A hangman’s noose was found on a construction site on Princeton’s campus, according to messages sent from administrators to students in June. In response, Princeton leaders and community members gathered at Firestone Plaza on June 27 to denounce hate and spread love.
“Those of us assembled here today understand that the manifestation of fear is hate,” said Leslie Summiel, president of the NAACP of Trenton. History has shown us explicit symbols are often used to instill fear, he added.
In a joint message from Counseling and Psychological Services and the Office of Diversity and Inclusion sent to Princeton students, they offered support and explained what a noose symbolizes. “The symbol of the noose is a deplorable and intolerable insignia of white supremacy,” they wrote. “Nooses have a long history of being used as a prevailing symbol to primarily target, terrorize, and traumatize Black people in America. This recent incident is racialized and violent.”
An intimate crowd of about 40 community members were spread across the plaza, many in pockets of shade to take cover from the hot afternoon sun. The hum of cicadas droned on in the background as each speaker presented an item. Vineet Chander, coordinator of Hindu Life and Hindu chaplain for the University, presented an oil lamp. It symbolizes illuminating darkness, Chander said. He encouraged the crowd to act as a source of light and love. “Lead us from darkness to light,” he said. Again, and again the message from each speaker was clear: Hate will not be tolerated.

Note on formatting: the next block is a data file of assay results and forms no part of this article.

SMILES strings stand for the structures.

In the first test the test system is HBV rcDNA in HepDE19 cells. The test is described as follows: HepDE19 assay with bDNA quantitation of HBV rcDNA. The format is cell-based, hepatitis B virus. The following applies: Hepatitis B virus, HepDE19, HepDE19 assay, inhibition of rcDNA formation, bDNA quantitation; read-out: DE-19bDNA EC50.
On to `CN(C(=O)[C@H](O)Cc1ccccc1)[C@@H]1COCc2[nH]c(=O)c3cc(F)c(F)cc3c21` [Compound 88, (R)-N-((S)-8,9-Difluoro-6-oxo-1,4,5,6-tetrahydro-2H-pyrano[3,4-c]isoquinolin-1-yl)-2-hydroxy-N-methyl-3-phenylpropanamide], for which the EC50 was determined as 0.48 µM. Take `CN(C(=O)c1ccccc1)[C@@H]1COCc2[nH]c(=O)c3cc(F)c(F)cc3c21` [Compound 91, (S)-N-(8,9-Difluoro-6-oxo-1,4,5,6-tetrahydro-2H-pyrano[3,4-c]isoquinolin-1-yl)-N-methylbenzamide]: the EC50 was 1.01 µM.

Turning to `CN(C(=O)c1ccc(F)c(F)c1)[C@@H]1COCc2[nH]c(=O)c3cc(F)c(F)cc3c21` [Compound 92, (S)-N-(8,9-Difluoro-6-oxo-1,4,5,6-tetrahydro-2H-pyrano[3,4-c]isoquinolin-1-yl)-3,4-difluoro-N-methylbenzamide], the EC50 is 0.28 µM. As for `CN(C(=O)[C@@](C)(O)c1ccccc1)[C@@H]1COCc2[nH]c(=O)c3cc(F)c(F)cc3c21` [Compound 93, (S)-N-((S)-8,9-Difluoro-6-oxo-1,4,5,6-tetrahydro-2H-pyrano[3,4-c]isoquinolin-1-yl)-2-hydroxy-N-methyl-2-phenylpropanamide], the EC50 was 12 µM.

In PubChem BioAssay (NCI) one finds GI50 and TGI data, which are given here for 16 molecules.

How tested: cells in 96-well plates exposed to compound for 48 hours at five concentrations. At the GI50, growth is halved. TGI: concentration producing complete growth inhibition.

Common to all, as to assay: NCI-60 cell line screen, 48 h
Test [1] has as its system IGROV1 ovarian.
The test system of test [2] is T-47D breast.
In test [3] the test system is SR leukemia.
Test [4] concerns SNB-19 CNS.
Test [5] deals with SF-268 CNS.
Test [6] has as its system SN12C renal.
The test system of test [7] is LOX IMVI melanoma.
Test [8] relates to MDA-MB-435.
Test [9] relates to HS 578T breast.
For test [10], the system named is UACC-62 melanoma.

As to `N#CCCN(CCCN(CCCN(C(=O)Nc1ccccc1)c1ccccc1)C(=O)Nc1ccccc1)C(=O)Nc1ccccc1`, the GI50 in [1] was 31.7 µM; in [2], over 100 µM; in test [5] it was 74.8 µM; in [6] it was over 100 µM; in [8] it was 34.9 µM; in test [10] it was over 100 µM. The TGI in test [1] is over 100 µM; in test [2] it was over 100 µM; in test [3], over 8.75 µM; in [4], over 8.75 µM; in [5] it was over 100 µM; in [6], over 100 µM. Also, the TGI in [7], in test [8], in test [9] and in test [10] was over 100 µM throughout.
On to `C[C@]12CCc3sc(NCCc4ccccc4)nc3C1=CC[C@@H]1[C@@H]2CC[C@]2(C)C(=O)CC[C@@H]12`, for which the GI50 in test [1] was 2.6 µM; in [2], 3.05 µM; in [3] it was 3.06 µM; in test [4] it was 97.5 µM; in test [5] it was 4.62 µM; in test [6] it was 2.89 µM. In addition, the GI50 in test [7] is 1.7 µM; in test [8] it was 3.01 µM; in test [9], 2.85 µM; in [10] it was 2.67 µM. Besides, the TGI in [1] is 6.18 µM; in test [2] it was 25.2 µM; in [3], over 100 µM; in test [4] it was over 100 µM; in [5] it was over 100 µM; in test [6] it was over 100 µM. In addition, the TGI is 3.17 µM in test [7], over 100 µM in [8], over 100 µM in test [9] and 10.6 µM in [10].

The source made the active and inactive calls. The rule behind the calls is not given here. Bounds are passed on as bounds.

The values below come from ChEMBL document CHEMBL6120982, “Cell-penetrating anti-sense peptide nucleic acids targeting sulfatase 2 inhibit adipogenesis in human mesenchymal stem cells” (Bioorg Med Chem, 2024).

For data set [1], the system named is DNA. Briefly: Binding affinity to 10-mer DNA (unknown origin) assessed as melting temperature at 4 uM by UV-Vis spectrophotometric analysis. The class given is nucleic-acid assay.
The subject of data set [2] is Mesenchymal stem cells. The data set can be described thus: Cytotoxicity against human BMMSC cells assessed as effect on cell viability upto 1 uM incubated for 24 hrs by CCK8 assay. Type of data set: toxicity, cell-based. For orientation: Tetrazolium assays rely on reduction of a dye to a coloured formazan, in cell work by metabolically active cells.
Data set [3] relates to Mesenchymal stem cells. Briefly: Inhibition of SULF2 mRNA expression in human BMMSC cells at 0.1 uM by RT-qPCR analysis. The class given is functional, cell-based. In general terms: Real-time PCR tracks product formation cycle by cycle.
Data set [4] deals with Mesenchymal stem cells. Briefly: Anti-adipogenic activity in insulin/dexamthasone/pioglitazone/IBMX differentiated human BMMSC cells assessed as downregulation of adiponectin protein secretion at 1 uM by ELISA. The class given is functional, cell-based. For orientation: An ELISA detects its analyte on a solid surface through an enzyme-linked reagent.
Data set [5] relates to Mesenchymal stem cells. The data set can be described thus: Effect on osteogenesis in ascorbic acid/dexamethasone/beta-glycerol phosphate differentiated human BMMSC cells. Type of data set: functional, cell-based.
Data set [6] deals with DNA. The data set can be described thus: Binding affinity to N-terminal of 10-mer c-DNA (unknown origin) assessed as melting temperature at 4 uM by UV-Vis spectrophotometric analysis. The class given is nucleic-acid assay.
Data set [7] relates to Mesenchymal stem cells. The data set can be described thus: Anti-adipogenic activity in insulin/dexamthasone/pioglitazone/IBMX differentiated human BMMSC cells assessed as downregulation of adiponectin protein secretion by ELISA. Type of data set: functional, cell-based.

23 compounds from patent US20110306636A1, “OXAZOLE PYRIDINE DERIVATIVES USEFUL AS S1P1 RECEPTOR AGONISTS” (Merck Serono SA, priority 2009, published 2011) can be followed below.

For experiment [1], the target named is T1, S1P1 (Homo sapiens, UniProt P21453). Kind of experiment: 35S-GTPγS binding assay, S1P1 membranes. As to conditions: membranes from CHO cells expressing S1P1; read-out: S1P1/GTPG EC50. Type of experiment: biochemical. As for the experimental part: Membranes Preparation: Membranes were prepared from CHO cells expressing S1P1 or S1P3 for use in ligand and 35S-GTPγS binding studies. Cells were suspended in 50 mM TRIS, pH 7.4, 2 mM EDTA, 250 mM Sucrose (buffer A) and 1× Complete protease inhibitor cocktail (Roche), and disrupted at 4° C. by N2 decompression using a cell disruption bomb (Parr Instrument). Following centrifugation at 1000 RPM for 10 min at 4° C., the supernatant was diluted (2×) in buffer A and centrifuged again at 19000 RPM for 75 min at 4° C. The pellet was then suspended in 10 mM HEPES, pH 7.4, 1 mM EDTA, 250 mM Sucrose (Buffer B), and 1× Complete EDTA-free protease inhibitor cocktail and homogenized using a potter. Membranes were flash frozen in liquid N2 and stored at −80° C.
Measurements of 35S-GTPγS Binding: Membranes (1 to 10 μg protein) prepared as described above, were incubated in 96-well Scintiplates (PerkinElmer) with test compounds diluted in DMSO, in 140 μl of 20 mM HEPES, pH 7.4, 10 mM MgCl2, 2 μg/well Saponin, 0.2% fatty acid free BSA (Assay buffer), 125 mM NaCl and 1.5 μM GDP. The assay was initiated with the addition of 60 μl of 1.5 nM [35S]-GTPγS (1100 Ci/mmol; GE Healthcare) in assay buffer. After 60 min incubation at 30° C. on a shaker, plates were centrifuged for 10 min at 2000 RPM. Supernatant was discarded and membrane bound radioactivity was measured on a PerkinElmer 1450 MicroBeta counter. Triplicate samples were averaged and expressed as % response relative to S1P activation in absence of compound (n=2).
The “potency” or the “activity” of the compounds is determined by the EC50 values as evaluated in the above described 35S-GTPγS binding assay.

Celine Pham ’24 shared examples of systemic racism that she learned about during her past year working with Princeton Mutual Aid while on a gap year from the University due to the pandemic. She said she’s attended a series of protests and vigils this year, including the protest held in solidarity with MOVE police bombing victims, that speak to the larger issues of racism that are a persistent problem.
Pham said she hopes the University is working to rectify the larger issue. “I hope the magnitude of what the Black community has endured in Princeton is not lost on administrators and when there is time for proposals to be made and actions, it’s not just about the minimum,” she said. “It should be about everything they can do to make this right.” Rochelle Ellis, lecturer in music, closed the program by leading the crowd in singing “Amazing Grace” and “We Shall Overcome.”